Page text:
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Macao’s proposed gambling crimes law doesn’t go far enough, say lawyers

They say the bill contains too many grey areas, and that obvious targets, like properly criminalising problematic currency exchanges, have been overlooked.

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A new law drafted to minimise the gaming industry’s exposure to criminal influence has some local lawyers suggesting that it is a wasted opportunity in its current form, GGR Asia reports. 

Lawyers Carlos Coelho and Francisco Leitão, of local firm MdME, told the specialist gaming publication that the proposed Law to Combat Gambling Crimes failed to address problematic currency exchanges taking place on or near gaming premises – an issue repeatedly brought up by both the Financial Intelligence Office and Gaming Inspection and Coordination Bureau.

“From a legislative standpoint it would be doable to criminalise such conduct, and the best opportunity to do so would be with the [draft] law,” but “it seems that was not the government position,” they said in a joint statement.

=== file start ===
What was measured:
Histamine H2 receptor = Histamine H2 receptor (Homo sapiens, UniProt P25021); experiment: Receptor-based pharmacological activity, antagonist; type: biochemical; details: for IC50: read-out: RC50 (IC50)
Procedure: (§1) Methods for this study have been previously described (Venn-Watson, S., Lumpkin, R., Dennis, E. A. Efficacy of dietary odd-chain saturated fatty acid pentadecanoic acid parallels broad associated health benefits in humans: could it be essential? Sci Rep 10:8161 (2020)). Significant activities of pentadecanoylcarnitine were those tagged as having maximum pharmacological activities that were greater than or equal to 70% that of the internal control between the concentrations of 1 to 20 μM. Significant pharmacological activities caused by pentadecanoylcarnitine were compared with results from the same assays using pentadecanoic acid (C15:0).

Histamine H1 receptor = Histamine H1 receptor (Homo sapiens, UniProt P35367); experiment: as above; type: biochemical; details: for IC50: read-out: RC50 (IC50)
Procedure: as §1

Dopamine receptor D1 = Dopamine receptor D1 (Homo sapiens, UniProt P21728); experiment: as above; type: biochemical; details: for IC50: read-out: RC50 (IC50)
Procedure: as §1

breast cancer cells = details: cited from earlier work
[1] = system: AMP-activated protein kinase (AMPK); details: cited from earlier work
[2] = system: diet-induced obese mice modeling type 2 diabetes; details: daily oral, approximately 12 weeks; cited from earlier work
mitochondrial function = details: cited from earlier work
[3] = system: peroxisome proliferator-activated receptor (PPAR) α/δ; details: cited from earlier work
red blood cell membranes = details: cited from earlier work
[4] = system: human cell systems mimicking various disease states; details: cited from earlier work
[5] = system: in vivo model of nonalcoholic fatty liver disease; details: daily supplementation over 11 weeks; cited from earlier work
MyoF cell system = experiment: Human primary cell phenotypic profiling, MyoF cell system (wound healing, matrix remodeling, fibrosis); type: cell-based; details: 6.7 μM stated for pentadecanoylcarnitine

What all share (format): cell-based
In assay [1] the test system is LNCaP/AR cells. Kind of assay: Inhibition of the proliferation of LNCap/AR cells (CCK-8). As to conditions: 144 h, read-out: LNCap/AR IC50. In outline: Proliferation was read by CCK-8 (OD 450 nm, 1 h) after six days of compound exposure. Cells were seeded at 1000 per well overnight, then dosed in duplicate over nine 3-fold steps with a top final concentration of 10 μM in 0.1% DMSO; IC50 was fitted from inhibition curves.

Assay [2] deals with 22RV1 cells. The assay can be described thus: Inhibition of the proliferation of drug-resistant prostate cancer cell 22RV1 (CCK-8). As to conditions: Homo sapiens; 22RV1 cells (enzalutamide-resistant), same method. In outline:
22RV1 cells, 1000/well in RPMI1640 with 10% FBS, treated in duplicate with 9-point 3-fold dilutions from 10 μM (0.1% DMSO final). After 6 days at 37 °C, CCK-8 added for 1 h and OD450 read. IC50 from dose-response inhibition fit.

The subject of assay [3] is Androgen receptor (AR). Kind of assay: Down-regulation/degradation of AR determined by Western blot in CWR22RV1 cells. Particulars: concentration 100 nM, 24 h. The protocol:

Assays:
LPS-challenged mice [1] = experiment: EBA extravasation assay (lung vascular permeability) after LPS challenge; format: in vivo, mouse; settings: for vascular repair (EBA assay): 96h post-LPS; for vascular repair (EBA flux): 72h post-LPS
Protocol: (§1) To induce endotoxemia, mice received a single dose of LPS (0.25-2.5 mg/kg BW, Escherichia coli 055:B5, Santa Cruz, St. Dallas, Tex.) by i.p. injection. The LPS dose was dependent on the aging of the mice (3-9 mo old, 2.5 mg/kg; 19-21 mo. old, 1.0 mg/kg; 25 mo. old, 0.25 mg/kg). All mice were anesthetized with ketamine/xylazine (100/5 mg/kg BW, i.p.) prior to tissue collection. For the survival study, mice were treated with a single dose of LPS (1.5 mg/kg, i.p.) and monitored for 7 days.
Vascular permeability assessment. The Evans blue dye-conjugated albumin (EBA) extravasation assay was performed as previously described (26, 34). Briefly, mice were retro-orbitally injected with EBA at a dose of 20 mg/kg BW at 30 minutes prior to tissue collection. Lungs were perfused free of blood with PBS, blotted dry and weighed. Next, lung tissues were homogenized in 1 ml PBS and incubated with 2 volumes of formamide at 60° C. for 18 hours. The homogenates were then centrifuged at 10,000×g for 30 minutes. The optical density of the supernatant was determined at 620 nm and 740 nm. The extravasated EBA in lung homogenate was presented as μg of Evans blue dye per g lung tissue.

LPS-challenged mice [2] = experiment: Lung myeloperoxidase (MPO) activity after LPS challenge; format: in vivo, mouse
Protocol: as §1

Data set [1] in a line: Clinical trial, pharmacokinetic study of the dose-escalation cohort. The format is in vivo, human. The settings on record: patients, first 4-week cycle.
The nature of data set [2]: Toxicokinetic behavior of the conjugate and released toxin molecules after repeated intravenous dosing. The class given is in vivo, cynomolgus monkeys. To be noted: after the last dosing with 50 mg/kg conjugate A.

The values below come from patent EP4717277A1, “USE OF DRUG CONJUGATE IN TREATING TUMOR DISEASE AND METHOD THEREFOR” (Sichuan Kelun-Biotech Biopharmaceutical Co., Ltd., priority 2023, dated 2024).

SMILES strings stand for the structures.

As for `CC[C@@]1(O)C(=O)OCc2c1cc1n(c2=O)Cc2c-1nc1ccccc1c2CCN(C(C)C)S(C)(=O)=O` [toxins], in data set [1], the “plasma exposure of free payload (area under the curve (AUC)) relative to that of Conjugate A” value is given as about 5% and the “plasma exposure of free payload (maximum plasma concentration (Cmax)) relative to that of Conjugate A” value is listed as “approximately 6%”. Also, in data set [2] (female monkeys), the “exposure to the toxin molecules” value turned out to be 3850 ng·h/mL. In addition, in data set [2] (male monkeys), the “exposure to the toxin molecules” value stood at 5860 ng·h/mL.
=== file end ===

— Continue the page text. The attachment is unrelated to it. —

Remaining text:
They also wanted more clarity in the bill’s wording around sports betting, which they viewed as at risk of being lumped in with types of gambling that will be illegal if the law passes. The latter includes the operation, promotion and organisation of games of fortune and mutual betting carried out online.

[See more: A new illegal gambling law will impose harsher penalties]

Meanwhile, António Lobo Vilela, a lawyer and former adviser to Macao’s government on gaming-related matters, told GGR “I believe a golden opportunity has been missed to pass a modern law on illicit gambling in line with the importance of Macao’s gambling sector.”

He added: “The essence of a criminal law is not only to repress crimes, but also to foster some preventive measures.” 

The proposed Law to Combat Gambling Crimes will undergo its first reading at the Legislative Assembly tomorrow. It offers an update to the almost three-decades-old Illegal Gambling Regime.

The law is part of the government’s efforts to crack down on illicit gaming in the city, and comes in the wake of the high-profile criminal convictions of junket operators Alvin Chau and Levo Chan

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